“I think the stadium definitely gets your attention,” said one SRCS parent. “At the very least it could get a young athlete to consider San Rafael as an option.” This truly could be all it takes to get SRHS moving in the right direction. San Rafael isn’t going to be able to change the narrative around their programs immediately. This is going to be something that is a result of a series of changes over time.
My brother, Hayden Hattenbach, plays Division 1 baseball at UC Santa Barbara and is one of the very few who have graduated from San Rafael and gone on to play Division 1 sports. He was very involved with travel baseball in middle school and knew some coaches that were interested in him playing at a private school, but decided to go to San Rafael to be with the friends that he had known growing up. “Most of my development happened at outside programs,” he told me. “It was tough for me to have to get up on a Sunday and drive two hours to train with other competitive athletes.”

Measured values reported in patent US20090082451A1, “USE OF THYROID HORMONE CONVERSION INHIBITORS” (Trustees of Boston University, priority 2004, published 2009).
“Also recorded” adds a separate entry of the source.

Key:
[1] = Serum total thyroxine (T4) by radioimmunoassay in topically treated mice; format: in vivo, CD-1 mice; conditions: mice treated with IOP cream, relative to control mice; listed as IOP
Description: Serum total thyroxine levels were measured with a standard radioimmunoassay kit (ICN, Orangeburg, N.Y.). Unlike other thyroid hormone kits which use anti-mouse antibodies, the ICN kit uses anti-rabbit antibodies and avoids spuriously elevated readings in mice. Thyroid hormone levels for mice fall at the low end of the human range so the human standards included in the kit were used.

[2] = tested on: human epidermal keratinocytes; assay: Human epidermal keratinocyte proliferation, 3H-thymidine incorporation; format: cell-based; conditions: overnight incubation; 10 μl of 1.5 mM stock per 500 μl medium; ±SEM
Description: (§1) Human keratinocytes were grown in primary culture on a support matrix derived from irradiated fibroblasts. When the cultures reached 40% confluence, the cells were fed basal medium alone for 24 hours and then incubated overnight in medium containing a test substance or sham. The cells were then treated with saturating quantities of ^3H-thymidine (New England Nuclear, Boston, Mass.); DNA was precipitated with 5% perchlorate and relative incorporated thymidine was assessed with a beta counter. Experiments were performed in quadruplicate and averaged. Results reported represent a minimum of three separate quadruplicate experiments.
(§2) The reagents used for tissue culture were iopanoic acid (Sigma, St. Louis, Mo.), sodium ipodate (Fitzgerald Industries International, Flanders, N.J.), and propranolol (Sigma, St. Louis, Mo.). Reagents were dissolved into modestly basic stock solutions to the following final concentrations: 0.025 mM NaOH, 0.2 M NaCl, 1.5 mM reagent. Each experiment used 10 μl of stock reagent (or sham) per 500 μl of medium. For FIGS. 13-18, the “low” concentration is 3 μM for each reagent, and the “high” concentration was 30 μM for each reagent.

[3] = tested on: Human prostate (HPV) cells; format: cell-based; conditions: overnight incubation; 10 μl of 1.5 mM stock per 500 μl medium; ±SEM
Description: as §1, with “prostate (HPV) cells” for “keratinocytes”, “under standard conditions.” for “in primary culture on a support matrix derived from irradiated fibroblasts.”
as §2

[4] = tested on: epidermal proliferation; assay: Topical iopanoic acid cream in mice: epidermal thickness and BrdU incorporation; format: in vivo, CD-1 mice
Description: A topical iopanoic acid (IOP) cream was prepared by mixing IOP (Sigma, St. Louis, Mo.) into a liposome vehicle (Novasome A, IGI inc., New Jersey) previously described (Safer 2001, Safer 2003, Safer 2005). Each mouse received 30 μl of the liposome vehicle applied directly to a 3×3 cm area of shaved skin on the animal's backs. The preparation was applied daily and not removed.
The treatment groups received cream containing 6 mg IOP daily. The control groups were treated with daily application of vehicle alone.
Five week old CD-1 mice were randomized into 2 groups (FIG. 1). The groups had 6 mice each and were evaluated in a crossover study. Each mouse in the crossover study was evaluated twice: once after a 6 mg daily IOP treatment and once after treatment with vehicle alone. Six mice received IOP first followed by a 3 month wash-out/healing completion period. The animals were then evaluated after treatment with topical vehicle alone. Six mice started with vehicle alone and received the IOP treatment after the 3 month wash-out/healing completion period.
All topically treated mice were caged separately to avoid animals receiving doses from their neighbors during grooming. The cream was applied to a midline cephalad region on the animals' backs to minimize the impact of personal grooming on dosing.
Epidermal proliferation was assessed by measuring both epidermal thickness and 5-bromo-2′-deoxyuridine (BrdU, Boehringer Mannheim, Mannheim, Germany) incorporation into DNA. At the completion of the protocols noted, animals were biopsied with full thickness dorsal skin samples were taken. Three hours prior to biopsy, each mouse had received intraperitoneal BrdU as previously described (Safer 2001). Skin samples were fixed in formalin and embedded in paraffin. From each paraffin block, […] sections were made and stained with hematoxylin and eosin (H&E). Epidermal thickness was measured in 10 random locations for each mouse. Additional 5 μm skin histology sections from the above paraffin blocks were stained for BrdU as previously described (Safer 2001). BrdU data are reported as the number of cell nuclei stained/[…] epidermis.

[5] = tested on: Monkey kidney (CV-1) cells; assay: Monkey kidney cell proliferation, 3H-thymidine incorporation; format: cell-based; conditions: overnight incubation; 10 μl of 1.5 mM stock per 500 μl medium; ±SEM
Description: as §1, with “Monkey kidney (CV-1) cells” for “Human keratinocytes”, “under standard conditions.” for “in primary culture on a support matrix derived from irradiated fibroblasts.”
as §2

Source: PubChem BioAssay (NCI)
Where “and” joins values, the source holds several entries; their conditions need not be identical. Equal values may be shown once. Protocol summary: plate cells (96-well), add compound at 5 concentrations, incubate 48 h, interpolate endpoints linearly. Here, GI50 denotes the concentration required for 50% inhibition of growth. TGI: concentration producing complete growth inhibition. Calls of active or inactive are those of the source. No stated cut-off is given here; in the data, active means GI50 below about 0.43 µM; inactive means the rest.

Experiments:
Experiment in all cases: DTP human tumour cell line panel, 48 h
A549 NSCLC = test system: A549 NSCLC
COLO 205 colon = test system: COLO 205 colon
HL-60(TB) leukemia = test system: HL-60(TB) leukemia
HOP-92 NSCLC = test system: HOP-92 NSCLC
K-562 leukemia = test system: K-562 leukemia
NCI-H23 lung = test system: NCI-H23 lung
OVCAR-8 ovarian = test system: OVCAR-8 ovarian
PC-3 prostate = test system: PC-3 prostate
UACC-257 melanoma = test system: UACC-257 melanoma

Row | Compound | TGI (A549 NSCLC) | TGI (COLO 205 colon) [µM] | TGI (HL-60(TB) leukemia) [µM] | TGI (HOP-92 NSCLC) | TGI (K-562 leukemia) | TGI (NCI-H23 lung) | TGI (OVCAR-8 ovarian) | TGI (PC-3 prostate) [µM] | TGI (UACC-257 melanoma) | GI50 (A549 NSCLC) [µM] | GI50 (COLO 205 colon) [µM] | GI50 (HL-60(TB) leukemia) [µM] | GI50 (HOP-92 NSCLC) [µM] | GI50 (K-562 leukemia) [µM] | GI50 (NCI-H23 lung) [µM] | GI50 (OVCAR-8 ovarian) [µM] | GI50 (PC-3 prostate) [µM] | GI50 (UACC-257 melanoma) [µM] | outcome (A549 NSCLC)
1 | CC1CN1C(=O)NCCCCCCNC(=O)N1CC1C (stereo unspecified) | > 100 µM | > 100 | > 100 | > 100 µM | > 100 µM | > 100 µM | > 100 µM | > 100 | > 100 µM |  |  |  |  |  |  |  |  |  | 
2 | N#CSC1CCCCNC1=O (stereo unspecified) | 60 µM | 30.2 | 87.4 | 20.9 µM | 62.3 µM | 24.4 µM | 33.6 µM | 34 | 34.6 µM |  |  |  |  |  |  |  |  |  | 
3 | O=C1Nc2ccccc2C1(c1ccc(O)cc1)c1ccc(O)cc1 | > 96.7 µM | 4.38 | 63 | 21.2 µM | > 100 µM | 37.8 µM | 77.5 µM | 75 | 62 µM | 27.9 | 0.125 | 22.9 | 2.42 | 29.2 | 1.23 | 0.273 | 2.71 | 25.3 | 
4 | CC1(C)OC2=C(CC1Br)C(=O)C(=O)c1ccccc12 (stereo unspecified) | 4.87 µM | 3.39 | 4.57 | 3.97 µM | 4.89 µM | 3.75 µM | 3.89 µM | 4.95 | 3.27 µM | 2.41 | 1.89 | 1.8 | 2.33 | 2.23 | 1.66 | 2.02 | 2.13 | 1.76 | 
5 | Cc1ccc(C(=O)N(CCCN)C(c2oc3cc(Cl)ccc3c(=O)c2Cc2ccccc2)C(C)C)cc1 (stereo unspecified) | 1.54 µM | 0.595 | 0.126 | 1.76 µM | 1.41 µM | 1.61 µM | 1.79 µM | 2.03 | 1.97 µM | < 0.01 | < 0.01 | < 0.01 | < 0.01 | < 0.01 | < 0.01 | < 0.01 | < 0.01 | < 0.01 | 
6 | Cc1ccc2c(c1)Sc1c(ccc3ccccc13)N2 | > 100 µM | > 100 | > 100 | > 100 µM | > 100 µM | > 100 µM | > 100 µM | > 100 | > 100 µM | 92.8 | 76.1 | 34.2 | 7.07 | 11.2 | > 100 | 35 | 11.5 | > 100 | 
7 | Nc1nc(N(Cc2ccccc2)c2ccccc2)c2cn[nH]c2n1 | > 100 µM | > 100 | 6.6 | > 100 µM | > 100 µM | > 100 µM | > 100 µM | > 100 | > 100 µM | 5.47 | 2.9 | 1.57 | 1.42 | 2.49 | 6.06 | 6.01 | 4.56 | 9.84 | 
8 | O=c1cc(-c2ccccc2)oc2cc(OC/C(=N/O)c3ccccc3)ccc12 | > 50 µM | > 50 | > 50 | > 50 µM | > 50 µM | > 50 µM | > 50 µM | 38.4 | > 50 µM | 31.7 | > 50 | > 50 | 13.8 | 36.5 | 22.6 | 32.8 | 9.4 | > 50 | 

In the eyes of my brother, San Rafael athletics lacked passion and direction. “I feel like in high school many people just showed up and played and when they tried to get better it was just aimlessly hitting in the cage or putting up shots without thinking too hard about what they were doing,” he said. “When I was a sophomore on varsity it would’ve helped me a lot if there were seniors going down the college path who were working out and trying to develop. That would bring that energy to the team instead of everyone doing it on their own.”